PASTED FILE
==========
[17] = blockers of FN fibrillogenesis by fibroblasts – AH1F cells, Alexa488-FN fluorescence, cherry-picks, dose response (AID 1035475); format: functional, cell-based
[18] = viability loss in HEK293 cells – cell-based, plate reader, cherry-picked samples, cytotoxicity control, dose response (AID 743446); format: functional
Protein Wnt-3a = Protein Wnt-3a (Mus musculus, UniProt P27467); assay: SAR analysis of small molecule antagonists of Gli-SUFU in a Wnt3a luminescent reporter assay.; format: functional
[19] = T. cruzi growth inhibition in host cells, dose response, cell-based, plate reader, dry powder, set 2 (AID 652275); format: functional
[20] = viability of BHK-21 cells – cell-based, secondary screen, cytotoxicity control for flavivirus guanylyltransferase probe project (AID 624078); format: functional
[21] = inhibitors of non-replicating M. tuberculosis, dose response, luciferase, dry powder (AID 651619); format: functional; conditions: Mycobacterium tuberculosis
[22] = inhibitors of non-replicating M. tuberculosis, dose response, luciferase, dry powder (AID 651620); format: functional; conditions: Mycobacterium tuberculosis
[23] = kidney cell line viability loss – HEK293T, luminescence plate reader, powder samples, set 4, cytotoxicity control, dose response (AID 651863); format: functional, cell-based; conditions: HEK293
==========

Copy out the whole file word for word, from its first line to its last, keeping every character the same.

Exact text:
[17] = blockers of FN fibrillogenesis by fibroblasts – AH1F cells, Alexa488-FN fluorescence, cherry-picks, dose response (AID 1035475); format: functional, cell-based
[18] = viability loss in HEK293 cells – cell-based, plate reader, cherry-picked samples, cytotoxicity control, dose response (AID 743446); format: functional
Protein Wnt-3a = Protein Wnt-3a (Mus musculus, UniProt P27467); assay: SAR analysis of small molecule antagonists of Gli-SUFU in a Wnt3a luminescent reporter assay.; format: functional
[19] = T. cruzi growth inhibition in host cells, dose response, cell-based, plate reader, dry powder, set 2 (AID 652275); format: functional
[20] = viability of BHK-21 cells – cell-based, secondary screen, cytotoxicity control for flavivirus guanylyltransferase probe project (AID 624078); format: functional
[21] = inhibitors of non-replicating M. tuberculosis, dose response, luciferase, dry powder (AID 651619); format: functional; conditions: Mycobacterium tuberculosis
[22] = inhibitors of non-replicating M. tuberculosis, dose response, luciferase, dry powder (AID 651620); format: functional; conditions: Mycobacterium tuberculosis
[23] = kidney cell line viability loss – HEK293T, luminescence plate reader, powder samples, set 4, cytotoxicity control, dose response (AID 651863); format: functional, cell-based; conditions: HEK293